History of Comic Books – Part II

In part 2 of comic books history I’ll be covering the first half of the Platinum age. The second half will be in the last installment.

The Platinum age started with a book that came out in 1897 titled “The Yellow Kid in McFadden’s Flats.” It was 196 pages long and in black and white. The cost was 50 cents and was published by G. W. Dillingham Company. It was actually part of a series Dillingham did on American authors. The phrase “comic book” was actually coined with this printing as the phrase was written on the back cover.

In 1899 a “Funny Books” comic came out which featured the format that became the traditional comic book format of the Platinum age. It was hard cover and very large at 16 1/2 by 12 inches. The book was created by F.M. Howarth, but published by E.P. Dutton. It was a black and white collection of reprints from the Puck magazine.

It wasn’t until 1901 that the first color comic book came out. It was called “The Blackberries” and was 9 by 12 in hardcover.

Around that same time, what became the most used format for comic books at 17 by 11 inches, came out. Some of the early titles of this format were “The Katzenjammer Kids”, “Little Nemo” and “Happy Hooligan.” It was during this time that the first “Buster Brown” comic was created, the character from which the Buster Brown shoes were made. As a matter of fact because of the success of Buster Brown many companies used the comic to sell their merchandise.

In 1910 the now popular “Mutt and Jeff” came out with a new format, the reprinting of daily strips in black and white. The book was still hard cover but was 15 by 5 inches. It was published by Ball Publishing and 5 volumes were published.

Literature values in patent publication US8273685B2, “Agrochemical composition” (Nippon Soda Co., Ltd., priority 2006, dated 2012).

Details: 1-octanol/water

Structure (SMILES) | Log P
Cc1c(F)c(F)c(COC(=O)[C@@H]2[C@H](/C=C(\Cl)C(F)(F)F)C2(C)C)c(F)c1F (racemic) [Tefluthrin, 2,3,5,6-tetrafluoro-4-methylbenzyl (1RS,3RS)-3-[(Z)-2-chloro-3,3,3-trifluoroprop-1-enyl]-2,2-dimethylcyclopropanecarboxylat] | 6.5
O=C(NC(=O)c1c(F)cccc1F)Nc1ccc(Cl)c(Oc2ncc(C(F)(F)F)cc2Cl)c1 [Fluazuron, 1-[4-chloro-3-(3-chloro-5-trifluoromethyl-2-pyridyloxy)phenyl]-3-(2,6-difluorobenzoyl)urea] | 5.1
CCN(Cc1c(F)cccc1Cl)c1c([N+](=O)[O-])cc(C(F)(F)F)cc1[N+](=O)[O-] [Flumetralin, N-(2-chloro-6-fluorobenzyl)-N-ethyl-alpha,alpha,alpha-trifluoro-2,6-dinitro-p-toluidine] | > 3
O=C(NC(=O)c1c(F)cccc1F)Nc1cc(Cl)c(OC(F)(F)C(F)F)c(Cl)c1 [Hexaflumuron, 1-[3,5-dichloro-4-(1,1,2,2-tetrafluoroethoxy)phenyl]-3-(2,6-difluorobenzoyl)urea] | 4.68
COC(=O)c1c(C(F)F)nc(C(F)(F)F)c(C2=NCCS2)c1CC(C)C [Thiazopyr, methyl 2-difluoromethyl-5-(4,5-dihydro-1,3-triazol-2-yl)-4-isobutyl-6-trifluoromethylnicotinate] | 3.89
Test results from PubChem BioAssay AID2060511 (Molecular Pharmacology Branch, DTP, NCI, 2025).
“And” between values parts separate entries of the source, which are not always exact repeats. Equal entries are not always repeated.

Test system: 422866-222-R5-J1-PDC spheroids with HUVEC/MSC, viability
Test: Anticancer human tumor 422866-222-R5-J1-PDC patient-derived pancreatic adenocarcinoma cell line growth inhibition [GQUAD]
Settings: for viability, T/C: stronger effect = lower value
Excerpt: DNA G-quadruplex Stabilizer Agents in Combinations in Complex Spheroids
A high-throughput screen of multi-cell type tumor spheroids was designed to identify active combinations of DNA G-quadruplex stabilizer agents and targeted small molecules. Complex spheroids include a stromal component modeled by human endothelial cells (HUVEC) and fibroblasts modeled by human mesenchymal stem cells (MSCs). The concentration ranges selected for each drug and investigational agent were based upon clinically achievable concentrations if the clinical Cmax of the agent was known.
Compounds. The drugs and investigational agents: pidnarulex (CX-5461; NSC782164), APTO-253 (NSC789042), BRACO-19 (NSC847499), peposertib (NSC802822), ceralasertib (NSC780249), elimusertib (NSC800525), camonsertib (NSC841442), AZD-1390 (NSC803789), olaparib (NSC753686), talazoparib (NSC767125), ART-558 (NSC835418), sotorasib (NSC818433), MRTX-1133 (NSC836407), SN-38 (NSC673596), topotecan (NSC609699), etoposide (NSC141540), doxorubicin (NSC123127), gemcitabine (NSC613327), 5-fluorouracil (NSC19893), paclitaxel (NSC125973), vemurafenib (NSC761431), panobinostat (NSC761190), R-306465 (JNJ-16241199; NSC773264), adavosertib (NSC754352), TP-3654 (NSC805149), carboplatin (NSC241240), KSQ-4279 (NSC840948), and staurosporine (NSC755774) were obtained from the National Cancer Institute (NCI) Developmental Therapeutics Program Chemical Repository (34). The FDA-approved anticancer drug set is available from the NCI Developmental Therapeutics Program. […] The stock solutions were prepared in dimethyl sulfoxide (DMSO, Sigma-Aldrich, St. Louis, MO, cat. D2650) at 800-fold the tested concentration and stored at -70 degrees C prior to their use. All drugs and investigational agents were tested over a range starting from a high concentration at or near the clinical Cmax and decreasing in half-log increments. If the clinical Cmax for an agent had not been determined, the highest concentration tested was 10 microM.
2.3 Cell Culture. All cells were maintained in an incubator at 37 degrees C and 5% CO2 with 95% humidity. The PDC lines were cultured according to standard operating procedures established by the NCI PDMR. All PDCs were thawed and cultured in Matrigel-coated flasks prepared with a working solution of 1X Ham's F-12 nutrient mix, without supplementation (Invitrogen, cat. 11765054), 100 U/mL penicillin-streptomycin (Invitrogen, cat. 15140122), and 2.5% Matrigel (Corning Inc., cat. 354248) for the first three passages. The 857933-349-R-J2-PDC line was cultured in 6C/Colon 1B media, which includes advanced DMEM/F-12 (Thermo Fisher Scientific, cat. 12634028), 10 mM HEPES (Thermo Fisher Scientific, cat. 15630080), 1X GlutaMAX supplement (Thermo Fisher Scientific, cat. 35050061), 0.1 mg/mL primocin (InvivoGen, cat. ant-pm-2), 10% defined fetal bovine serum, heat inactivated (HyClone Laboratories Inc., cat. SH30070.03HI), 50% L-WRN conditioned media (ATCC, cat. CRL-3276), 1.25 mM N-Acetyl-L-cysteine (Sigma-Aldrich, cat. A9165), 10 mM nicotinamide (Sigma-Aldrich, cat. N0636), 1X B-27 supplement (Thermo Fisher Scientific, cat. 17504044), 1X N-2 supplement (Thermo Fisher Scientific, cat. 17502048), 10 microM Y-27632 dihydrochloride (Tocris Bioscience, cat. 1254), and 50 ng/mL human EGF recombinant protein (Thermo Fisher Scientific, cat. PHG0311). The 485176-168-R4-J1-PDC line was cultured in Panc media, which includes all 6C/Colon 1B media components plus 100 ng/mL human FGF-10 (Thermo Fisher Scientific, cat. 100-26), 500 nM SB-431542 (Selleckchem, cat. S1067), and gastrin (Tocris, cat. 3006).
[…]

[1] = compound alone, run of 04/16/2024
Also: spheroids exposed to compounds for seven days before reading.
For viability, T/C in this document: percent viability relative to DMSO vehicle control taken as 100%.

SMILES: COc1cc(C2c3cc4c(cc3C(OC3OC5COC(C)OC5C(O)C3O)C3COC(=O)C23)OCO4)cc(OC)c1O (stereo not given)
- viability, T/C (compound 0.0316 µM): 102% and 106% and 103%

Then in 1919, Publisher Cupples & Leon used a different format. They were 10″ by 10″ with 4 panels per page. They were black and white, 52 pages for 25 cents. Titles and characters used for these books was “Mutt & Jeff” and “Bringing up Father.”

It wasn’t until 1922 that the first monthly published comic came out. The date on the cover was simply January and was 10 cents. The format was 8 1/2 by 9. The title was “Comics Monthly” and only lasted 12 issues. Each issue featured a different King Features comic character. The characters featured during this 12 month run were “Polly and Her Pals”, “Mike and Ike”, whom the candy was named after, “S’Matter Pop”, “Barney Google”, “Tillie the Toiler”, “Indoor Sports”, “Little Jimmy”, “Toots and Casper”, “Foolish Questions” and “Barney Google and Spark Plug.” These were all reprints of comics originally printed in 1921.

In 1926 the forever popular “Little Orphan Annie” was first published by Cupples and Leon in 7 by 9 format. These were printed in both hard and soft cover and were 60 cents each.

It wasn’t until 1929 that Dell, one of the soon to be larger comic book publishers, got into the act. Their first comic was called “The Funnies” and was done in tabloid size format. The comic was 16 pages and sold for 10 cents. It was sold at news stands along with the newspapers. What was unique about this comic was that it was done in 4 colors and was not a collection of reprints but original comics.

In 1930 Walt Disney also got into comic books with the “Mickey Mouse Book” published by Bibo and Lang. It was 9 by 12 and 20 pages long. Inside the comic were also games, stories and songs. This was really more a magazine than a comic and it really wasn’t until 1931 that the first true Mickey Mouse comic came out. It was 32 pages long, 5 1/2 by 8 1/2 and published by David McKay Company. Over 50,000 copies of this comic were published. Between 1931 and 1933 there were a number of Mickey Mouse based comics that were published.

In the last issue we’ll go over the years of 1933 to 1938. The reason for devoting one issue to only 6 years is because it was during this time that comic book publishing really took off and comics started coming out of the woodwork.

Pungky Dwiasmoro Hiswardhani

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